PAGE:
"I guess I can stand it, if he can," said the whittler from the bench; which was considered fair repartee.
Yates sat on the top rail of the fence with the whittler, whose guest he had been.
Yates at the invitation of the whittler went home with him, and thoroughly relished his evening meal.
Too much of a poet, I hope, to imagine myself more than a whittler of reeds!
The whittler was a small man, with keen eyes and ready tongue and about thirty-six years of age.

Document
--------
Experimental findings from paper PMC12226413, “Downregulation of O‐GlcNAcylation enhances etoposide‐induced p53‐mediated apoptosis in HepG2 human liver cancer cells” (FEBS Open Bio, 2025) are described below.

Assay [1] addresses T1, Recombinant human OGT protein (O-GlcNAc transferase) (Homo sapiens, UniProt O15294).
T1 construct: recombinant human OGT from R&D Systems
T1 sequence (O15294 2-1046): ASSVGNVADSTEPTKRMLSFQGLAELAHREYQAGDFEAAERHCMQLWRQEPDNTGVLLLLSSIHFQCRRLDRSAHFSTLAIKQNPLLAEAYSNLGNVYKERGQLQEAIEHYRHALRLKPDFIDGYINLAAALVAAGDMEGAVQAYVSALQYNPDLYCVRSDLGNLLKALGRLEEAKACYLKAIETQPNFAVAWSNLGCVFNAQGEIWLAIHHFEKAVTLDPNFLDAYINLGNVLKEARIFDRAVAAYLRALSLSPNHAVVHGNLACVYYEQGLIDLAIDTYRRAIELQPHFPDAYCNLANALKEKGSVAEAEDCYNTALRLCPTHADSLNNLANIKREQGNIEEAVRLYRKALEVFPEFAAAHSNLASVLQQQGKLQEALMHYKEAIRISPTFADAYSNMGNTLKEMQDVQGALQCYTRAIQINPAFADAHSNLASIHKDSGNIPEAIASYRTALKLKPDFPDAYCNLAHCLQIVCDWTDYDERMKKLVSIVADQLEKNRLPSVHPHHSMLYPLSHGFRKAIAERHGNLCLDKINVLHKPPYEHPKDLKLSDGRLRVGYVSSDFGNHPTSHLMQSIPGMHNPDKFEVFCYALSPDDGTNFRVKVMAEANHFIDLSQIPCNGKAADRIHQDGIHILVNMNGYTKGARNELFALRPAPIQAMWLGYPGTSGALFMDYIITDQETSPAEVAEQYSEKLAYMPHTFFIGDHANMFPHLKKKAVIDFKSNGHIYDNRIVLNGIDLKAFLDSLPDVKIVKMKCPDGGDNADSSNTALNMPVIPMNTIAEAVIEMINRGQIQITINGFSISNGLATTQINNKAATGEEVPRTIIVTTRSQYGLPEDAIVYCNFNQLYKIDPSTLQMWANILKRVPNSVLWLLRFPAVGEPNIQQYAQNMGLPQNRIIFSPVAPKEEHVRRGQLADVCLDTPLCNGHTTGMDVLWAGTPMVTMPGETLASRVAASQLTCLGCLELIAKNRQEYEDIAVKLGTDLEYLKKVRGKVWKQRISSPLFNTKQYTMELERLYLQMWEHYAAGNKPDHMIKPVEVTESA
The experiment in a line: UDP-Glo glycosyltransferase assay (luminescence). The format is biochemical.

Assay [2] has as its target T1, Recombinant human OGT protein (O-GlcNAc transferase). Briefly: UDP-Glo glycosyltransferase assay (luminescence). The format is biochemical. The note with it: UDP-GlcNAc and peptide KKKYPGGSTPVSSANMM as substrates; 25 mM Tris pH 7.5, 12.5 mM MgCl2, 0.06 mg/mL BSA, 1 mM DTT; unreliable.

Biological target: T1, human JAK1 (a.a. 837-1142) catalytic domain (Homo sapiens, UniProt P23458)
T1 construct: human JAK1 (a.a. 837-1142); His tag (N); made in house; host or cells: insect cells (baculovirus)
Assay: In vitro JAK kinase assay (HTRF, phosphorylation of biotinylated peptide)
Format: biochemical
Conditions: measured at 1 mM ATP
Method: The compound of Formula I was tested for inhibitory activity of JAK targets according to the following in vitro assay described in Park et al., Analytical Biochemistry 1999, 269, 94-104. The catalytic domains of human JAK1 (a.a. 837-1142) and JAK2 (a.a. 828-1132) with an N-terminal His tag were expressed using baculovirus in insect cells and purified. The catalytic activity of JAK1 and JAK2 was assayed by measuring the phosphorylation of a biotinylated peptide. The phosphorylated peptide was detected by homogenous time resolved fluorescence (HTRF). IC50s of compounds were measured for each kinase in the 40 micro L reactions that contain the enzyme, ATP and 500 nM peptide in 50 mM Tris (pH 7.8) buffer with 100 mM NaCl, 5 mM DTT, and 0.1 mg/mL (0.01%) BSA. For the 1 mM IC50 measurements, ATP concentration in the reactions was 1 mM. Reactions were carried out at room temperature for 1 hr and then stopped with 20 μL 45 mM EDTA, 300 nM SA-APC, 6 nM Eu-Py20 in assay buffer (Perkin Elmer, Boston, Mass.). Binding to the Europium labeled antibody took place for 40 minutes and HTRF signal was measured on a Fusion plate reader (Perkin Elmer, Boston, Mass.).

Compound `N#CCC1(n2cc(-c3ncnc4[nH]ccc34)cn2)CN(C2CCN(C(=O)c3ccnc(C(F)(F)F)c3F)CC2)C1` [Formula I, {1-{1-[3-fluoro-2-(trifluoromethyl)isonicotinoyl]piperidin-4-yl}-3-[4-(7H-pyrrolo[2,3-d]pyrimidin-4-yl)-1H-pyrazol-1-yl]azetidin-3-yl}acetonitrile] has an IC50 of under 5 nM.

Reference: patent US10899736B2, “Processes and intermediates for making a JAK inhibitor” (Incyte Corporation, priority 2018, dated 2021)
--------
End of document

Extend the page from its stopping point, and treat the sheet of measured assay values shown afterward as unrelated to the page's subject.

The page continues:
Yates, seeing the place so full, and noticing two empty benches up at the front, asked the whittler why they were not occupied.
He had expected to find an Earth similar to the one described in whittler's book.
Mr. Stone's calmness, like the whittler's stick, tapered up instead down.
The whittler and Yates got down from the bench, and joined the crowd outside.
The one Yan whittled with the knife was called the "whittler," and sometimes the "Joker."
1550s, "to cut thin shavings from (something) with a knife," from Middle English whittel "a knife" (c1400), variant of thwittle (late 14c.), from Old English þwitan "to cut," from Proto-Germanic *thwitanan (cf. Old Norse þveita "to hew"). Figurative sense is attested from 1746. Related: Whittled; whittling.